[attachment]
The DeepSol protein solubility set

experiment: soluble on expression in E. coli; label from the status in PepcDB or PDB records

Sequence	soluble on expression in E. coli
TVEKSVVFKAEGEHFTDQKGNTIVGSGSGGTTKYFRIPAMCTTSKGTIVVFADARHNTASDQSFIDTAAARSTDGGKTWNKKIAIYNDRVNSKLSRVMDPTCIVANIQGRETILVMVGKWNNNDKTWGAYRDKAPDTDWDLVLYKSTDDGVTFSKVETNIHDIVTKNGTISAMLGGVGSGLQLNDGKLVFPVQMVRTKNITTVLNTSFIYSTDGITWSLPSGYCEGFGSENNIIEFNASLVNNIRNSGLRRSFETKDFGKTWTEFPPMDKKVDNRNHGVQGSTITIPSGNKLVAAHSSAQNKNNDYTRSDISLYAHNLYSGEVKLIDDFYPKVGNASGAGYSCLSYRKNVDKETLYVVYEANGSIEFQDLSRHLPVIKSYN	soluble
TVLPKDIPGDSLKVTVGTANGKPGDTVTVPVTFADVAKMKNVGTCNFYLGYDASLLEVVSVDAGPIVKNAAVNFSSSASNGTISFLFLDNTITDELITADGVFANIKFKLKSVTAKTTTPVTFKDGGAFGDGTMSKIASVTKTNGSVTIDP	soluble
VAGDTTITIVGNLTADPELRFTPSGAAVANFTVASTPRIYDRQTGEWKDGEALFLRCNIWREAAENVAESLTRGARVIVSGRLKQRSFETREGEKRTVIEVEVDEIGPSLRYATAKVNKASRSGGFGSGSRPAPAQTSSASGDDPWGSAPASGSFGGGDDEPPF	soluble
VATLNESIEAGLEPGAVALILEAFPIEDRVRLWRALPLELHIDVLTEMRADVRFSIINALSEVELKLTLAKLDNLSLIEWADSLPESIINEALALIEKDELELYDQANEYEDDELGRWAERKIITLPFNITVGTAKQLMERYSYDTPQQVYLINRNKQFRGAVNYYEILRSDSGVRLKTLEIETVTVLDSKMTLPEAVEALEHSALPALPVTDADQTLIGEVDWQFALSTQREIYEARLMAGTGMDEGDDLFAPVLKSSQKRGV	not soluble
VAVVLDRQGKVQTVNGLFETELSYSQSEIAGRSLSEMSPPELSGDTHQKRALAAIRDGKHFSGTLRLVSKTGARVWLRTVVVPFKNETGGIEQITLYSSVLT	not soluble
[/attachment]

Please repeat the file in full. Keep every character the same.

The DeepSol protein solubility set

experiment: soluble on expression in E. coli; label from the status in PepcDB or PDB records

Sequence	soluble on expression in E. coli
TVEKSVVFKAEGEHFTDQKGNTIVGSGSGGTTKYFRIPAMCTTSKGTIVVFADARHNTASDQSFIDTAAARSTDGGKTWNKKIAIYNDRVNSKLSRVMDPTCIVANIQGRETILVMVGKWNNNDKTWGAYRDKAPDTDWDLVLYKSTDDGVTFSKVETNIHDIVTKNGTISAMLGGVGSGLQLNDGKLVFPVQMVRTKNITTVLNTSFIYSTDGITWSLPSGYCEGFGSENNIIEFNASLVNNIRNSGLRRSFETKDFGKTWTEFPPMDKKVDNRNHGVQGSTITIPSGNKLVAAHSSAQNKNNDYTRSDISLYAHNLYSGEVKLIDDFYPKVGNASGAGYSCLSYRKNVDKETLYVVYEANGSIEFQDLSRHLPVIKSYN	soluble
TVLPKDIPGDSLKVTVGTANGKPGDTVTVPVTFADVAKMKNVGTCNFYLGYDASLLEVVSVDAGPIVKNAAVNFSSSASNGTISFLFLDNTITDELITADGVFANIKFKLKSVTAKTTTPVTFKDGGAFGDGTMSKIASVTKTNGSVTIDP	soluble
VAGDTTITIVGNLTADPELRFTPSGAAVANFTVASTPRIYDRQTGEWKDGEALFLRCNIWREAAENVAESLTRGARVIVSGRLKQRSFETREGEKRTVIEVEVDEIGPSLRYATAKVNKASRSGGFGSGSRPAPAQTSSASGDDPWGSAPASGSFGGGDDEPPF	soluble
VATLNESIEAGLEPGAVALILEAFPIEDRVRLWRALPLELHIDVLTEMRADVRFSIINALSEVELKLTLAKLDNLSLIEWADSLPESIINEALALIEKDELELYDQANEYEDDELGRWAERKIITLPFNITVGTAKQLMERYSYDTPQQVYLINRNKQFRGAVNYYEILRSDSGVRLKTLEIETVTVLDSKMTLPEAVEALEHSALPALPVTDADQTLIGEVDWQFALSTQREIYEARLMAGTGMDEGDDLFAPVLKSSQKRGV	not soluble
VAVVLDRQGKVQTVNGLFETELSYSQSEIAGRSLSEMSPPELSGDTHQKRALAAIRDGKHFSGTLRLVSKTGARVWLRTVVVPFKNETGGIEQITLYSSVLT	not soluble